The curious case of the Texas Pteranodon
An amateur fossil hunter made a curious find: pieces of wing bones embedded in rock, just north of Dallas. The fossils were identified by Timothy Myers, a paleontologist at Southern Methodist University, as belonging to a pterosaur, a flying reptile that graced the skies during the age of the dinosaurs. Furthermore, Myers believes that the bones belonged to a Pteranodon, a type of pterosaur known from fossils found in Kansas, Alabama, Nebraska, Wyoming, and South Dakota. This 89-million-year-old specimen may be the oldest known pteranodon, and the only known specimen to date found in Texas.
Pterosaurs were flying reptiles with broad leathery wings that lived world-wide from the Triassic to the Cretaceous periods – that’s 220 to 65 million years ago. They were the only ancient reptiles that dominated the skies during the age of the dinosaurs. Pterosaur fossils, generally found as disarticulated pieces of bone, are quite rare because of the animals’ fragile bones. In order to be preserved as fossils, the bones required rapid burial. From the fossil record, paleontologists have learned that pterosaurs from the early Cretaceous had thin sharp teeth. But over time, the toothed pterosaur species disappeared, and by the late Cretaceous, only toothless pterosaurs remained. Both toothed and non-toothed types have been found in North America, including a toothed species called Aetodactylus halli, from 95 million years ago, found in the Dallas area.
Pteranodon were a type of pterosaur – the kind without teeth – that lived between 100 million and 65 million years ago. Back then, North America was split from north to south by a narrow sea called the Western Interior Seaway. Pteranodon were thought to have hunted for fish in that sea. Over a thousand fossils have been found in the middle of the seaway, in present-day Kansas, South Dakota, and Wyoming.
The 89-million-year-old wing bones found near Dallas, strongly suspected to be those of an adult Pteranodon, are significant for several reasons. The find could indicate the animals’ southernmost range along the Western Interior Seaway. It could be the earliest known pteranodon in North America, and it could be the first of its kind ever found in Texas. The bones were found by Gary Byrd of Rockwall, Texas, about 10 years ago, in what’s known as the “Austin Group,” a rock outcrop north of Dallas that was deposited about 89 million years ago.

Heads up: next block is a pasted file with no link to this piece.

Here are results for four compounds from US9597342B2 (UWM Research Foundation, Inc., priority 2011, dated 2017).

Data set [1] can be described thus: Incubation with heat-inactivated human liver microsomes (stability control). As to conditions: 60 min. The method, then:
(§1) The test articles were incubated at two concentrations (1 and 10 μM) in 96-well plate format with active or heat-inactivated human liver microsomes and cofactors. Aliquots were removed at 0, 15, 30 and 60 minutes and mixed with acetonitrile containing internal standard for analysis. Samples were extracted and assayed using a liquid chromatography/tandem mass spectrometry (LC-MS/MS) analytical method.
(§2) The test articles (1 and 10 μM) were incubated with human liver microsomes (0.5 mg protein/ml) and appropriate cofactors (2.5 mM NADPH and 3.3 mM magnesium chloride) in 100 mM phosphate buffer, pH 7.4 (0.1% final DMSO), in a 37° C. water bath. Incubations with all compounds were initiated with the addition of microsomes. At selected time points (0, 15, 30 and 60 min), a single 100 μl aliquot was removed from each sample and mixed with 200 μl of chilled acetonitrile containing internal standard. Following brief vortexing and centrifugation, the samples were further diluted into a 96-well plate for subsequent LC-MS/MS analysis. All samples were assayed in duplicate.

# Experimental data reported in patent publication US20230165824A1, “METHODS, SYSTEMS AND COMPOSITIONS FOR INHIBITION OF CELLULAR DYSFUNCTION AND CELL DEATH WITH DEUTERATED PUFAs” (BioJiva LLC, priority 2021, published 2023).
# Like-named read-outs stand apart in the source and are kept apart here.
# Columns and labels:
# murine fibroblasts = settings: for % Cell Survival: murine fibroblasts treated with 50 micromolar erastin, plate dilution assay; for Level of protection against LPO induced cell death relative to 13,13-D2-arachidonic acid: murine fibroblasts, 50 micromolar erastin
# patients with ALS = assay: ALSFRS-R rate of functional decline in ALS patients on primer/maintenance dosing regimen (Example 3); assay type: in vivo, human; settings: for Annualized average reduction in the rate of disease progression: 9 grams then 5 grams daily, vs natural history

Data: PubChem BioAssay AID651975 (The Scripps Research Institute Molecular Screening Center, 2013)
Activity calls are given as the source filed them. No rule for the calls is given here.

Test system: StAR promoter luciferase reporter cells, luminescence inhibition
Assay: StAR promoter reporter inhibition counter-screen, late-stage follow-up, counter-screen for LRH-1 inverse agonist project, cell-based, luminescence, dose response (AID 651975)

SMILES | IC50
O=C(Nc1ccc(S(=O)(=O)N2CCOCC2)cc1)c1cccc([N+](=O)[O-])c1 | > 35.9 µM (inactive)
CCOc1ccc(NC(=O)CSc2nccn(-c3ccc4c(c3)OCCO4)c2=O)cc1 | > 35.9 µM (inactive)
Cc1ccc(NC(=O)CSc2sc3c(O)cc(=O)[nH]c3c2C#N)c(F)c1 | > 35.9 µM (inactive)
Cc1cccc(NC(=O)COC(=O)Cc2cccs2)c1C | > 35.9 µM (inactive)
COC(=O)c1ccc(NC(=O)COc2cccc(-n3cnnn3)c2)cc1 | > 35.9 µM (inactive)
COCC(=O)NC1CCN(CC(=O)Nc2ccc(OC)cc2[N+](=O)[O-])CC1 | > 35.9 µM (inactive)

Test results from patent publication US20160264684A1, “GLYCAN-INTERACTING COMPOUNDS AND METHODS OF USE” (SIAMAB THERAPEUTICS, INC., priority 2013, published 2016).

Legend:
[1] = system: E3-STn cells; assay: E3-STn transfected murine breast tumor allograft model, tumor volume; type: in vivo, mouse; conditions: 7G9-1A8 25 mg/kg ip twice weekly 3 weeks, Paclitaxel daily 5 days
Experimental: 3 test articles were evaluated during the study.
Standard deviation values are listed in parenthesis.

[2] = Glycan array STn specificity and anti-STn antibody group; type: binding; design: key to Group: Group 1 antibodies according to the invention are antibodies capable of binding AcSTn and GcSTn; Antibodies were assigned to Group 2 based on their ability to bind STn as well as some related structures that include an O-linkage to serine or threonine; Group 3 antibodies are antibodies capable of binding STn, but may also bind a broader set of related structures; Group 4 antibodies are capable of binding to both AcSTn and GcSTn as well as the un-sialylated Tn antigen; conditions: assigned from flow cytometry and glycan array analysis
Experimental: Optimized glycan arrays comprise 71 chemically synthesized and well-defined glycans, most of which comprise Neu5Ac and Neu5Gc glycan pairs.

According to Myers, this animal would have had a wingspan between 12 and 13 feet long (3.6 to 4 meters). The key feature that led Myers to conclude it was likely a Pteranodon was the humerus, about 5.7 inches (14.5 cm) long, the part of the bone that connects to the torso. Even though the humerus had been compressed under the weight of the rock, it held features that indicated the likelihood of it being a pteranodon. Also part of the fossil find were sections of wing: an incomplete section of metacarpal and part of a long “fourth finger.” Myers speculated that this Pteranodon met its end while flying over the sea. Its body fell into the water, and after floating for a while, began to decompose, causing bones to separate at the joints and fall to the ocean floor where they were eventually buried.
A video about the fossil find is appended below:
Even though the evidence is not definitive, there’s a high probability that the fossil wing bones found north of Dallas, dated to 89 million years ago, could be the first known Pteranodon found in Texas. If so, paleontologist Timothy Myers of Southern Methodist University believes that this flying reptile, which once soared above the dinosaurs of the late Cretaceous period, could be the oldest known specimen of its kind in North America, and might set a new southernmost range for Pteranodon along the ancient Western Interior Seaway.